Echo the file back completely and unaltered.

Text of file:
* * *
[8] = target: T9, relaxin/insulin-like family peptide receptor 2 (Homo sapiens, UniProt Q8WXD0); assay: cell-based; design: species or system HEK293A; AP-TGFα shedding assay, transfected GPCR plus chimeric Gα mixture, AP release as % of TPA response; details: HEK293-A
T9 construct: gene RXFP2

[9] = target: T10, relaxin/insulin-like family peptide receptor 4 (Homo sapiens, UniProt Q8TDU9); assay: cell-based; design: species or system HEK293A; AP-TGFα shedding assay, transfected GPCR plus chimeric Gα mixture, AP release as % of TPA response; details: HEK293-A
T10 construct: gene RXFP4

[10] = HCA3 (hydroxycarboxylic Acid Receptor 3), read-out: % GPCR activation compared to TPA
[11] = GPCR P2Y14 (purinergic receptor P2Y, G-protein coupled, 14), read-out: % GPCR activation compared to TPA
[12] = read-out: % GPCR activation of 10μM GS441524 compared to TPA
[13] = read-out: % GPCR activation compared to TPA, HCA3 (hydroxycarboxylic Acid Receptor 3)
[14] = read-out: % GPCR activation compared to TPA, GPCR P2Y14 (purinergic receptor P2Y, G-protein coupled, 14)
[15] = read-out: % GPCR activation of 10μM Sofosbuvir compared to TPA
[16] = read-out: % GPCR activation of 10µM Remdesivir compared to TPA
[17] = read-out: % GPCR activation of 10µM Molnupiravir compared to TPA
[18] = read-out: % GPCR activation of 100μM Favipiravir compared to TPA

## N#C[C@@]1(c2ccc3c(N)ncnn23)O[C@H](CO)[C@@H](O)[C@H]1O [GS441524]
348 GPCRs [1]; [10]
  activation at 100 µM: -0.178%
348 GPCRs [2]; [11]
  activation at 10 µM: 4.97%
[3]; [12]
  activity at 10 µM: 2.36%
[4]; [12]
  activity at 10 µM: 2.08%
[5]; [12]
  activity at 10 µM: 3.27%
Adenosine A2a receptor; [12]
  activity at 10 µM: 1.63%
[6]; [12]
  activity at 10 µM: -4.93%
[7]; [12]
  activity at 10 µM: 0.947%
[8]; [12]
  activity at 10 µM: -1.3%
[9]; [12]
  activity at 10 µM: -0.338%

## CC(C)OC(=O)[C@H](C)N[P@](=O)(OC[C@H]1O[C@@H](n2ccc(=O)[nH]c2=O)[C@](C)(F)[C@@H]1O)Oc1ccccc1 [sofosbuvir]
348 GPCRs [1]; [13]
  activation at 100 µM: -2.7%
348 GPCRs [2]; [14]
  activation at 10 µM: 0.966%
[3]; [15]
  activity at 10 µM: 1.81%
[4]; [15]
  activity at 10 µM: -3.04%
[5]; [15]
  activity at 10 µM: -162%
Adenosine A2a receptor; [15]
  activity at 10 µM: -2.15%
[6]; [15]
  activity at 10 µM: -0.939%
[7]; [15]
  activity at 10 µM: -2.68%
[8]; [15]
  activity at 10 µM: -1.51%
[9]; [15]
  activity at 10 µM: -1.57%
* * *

[8] = target: T9, relaxin/insulin-like family peptide receptor 2 (Homo sapiens, UniProt Q8WXD0); assay: cell-based; design: species or system HEK293A; AP-TGFα shedding assay, transfected GPCR plus chimeric Gα mixture, AP release as % of TPA response; details: HEK293-A
T9 construct: gene RXFP2

[9] = target: T10, relaxin/insulin-like family peptide receptor 4 (Homo sapiens, UniProt Q8TDU9); assay: cell-based; design: species or system HEK293A; AP-TGFα shedding assay, transfected GPCR plus chimeric Gα mixture, AP release as % of TPA response; details: HEK293-A
T10 construct: gene RXFP4

[10] = HCA3 (hydroxycarboxylic Acid Receptor 3), read-out: % GPCR activation compared to TPA
[11] = GPCR P2Y14 (purinergic receptor P2Y, G-protein coupled, 14), read-out: % GPCR activation compared to TPA
[12] = read-out: % GPCR activation of 10μM GS441524 compared to TPA
[13] = read-out: % GPCR activation compared to TPA, HCA3 (hydroxycarboxylic Acid Receptor 3)
[14] = read-out: % GPCR activation compared to TPA, GPCR P2Y14 (purinergic receptor P2Y, G-protein coupled, 14)
[15] = read-out: % GPCR activation of 10μM Sofosbuvir compared to TPA
[16] = read-out: % GPCR activation of 10µM Remdesivir compared to TPA
[17] = read-out: % GPCR activation of 10µM Molnupiravir compared to TPA
[18] = read-out: % GPCR activation of 100μM Favipiravir compared to TPA

## N#C[C@@]1(c2ccc3c(N)ncnn23)O[C@H](CO)[C@@H](O)[C@H]1O [GS441524]
348 GPCRs [1]; [10]
  activation at 100 µM: -0.178%
348 GPCRs [2]; [11]
  activation at 10 µM: 4.97%
[3]; [12]
  activity at 10 µM: 2.36%
[4]; [12]
  activity at 10 µM: 2.08%
[5]; [12]
  activity at 10 µM: 3.27%
Adenosine A2a receptor; [12]
  activity at 10 µM: 1.63%
[6]; [12]
  activity at 10 µM: -4.93%
[7]; [12]
  activity at 10 µM: 0.947%
[8]; [12]
  activity at 10 µM: -1.3%
[9]; [12]
  activity at 10 µM: -0.338%

## CC(C)OC(=O)[C@H](C)N[P@](=O)(OC[C@H]1O[C@@H](n2ccc(=O)[nH]c2=O)[C@](C)(F)[C@@H]1O)Oc1ccccc1 [sofosbuvir]
348 GPCRs [1]; [13]
  activation at 100 µM: -2.7%
348 GPCRs [2]; [14]
  activation at 10 µM: 0.966%
[3]; [15]
  activity at 10 µM: 1.81%
[4]; [15]
  activity at 10 µM: -3.04%
[5]; [15]
  activity at 10 µM: -162%
Adenosine A2a receptor; [15]
  activity at 10 µM: -2.15%
[6]; [15]
  activity at 10 µM: -0.939%
[7]; [15]
  activity at 10 µM: -2.68%
[8]; [15]
  activity at 10 µM: -1.51%
[9]; [15]
  activity at 10 µM: -1.57%